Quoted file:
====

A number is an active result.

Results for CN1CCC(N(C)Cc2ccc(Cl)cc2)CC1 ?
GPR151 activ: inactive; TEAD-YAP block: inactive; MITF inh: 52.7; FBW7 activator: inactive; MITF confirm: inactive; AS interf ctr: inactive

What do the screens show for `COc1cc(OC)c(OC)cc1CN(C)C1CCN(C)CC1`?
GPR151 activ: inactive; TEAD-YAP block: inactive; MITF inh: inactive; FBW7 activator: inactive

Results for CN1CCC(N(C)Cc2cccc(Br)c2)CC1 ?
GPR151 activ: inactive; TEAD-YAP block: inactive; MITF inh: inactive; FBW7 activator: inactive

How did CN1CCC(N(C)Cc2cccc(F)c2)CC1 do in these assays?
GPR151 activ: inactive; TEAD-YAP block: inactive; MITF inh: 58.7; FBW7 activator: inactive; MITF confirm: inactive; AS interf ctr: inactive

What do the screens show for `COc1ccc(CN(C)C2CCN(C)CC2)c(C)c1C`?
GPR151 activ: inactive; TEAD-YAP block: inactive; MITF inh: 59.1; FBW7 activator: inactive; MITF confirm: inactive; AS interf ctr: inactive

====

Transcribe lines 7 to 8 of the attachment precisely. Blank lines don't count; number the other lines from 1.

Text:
GPR151 activ: inactive; TEAD-YAP block: inactive; MITF inh: inactive; FBW7 activator: inactive

How did CN1CCC(N(C)Cc2cccc(F)c2)CC1 do in these assays?